The Judgement of Strangers
by Andrew Taylor
Sunday, March 23, 2003
The second volume in the Roth trilogy really needs to be read as the second volume; although I haven’t read the third yet I’ll issue a warning to all to read these books in order. Without the first volume to lay clues for this book I don’t think it would be nearly as potent at being a thriller. Knowing where the characters end up about a quarter of a century later really adds the edge to this book. As a standalone it wouldn’t be nearly as powerful.
This book takes place in Roth, once a picturesque village and now a suburb of London, in 1970 and is narrated by the vicar of Roth, David Byfield, who appears as a minor character in The Four Last Things. One of the major characters in the first book is Michael Appleyard who appears here as an eleven year old.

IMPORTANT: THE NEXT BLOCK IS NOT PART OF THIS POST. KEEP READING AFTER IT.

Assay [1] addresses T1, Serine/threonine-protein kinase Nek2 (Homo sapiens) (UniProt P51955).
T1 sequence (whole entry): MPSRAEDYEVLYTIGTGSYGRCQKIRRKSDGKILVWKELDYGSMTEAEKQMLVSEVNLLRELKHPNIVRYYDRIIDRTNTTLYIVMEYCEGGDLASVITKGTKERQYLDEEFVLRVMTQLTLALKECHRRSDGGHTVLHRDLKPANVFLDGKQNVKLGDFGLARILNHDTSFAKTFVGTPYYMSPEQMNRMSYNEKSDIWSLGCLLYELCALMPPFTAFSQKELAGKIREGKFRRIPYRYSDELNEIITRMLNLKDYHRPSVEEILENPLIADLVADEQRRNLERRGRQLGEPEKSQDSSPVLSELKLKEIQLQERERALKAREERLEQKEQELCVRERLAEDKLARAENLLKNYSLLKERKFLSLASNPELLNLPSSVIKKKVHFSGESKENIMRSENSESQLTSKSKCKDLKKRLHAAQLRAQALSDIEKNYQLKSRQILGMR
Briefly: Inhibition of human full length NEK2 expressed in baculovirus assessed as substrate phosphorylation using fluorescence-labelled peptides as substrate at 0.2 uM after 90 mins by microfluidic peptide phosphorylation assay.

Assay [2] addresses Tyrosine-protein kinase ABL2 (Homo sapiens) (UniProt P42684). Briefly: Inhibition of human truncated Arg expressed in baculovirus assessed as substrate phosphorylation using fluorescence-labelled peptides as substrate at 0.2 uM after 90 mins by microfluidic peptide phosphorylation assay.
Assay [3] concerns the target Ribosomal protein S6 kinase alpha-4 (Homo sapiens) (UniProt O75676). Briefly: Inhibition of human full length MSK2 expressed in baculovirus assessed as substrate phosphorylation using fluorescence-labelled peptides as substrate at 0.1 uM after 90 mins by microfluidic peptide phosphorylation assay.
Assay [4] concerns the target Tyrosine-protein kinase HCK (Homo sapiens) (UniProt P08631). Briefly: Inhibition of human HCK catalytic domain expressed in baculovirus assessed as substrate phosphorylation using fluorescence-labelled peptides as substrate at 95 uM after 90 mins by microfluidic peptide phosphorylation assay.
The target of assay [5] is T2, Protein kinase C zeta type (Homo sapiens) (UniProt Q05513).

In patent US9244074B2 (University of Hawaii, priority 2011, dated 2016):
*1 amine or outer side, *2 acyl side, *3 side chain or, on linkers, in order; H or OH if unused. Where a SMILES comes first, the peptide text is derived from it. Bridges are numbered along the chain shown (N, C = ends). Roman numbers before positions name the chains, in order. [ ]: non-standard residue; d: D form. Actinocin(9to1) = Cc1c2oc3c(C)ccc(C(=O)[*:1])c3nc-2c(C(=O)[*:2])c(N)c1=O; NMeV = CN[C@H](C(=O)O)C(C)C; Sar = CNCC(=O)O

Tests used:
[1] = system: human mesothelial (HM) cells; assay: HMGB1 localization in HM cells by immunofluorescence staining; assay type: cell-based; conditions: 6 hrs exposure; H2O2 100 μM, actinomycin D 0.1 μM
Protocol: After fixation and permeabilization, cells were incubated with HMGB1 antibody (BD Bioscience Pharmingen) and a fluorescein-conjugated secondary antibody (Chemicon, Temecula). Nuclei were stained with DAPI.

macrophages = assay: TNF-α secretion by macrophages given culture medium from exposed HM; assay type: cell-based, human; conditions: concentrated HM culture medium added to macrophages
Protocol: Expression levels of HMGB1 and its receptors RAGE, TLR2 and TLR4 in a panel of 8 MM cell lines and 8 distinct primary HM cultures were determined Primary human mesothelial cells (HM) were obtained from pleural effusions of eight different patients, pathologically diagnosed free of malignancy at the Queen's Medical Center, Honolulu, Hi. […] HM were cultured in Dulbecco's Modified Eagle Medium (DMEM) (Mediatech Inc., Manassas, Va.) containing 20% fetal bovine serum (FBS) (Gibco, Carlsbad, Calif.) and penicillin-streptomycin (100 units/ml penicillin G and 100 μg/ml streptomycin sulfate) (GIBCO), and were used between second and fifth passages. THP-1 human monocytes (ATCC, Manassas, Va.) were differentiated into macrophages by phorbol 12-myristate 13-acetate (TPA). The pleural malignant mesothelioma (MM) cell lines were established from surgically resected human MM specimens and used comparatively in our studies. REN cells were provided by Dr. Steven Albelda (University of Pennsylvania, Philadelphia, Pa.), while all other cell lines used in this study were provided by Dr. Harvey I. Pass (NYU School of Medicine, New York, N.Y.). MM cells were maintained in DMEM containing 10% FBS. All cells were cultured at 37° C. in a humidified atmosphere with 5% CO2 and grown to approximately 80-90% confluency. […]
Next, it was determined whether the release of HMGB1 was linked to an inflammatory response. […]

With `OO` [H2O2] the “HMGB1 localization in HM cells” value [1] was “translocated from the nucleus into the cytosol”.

This time, although I am wondering what happens in the third part of the trilogy (which goes backwards in time again and Taylor has again left pointers to the kind of thing that will happen in that book and has already happened to the characters), I’m mainly finding myself wanting to go back to the first book and piece together the parts that I didn’t know enough to understand at the time. Having read these books from the library means I’m going to have to go and hunt it out before I can stop thinking about it.
Unless the third volume of the trilogy lets me down, and I can’t see it doing so as it won the CWA’s Ellis Peters Historical Dagger a couple of years back, this is definitely a classic and classy work.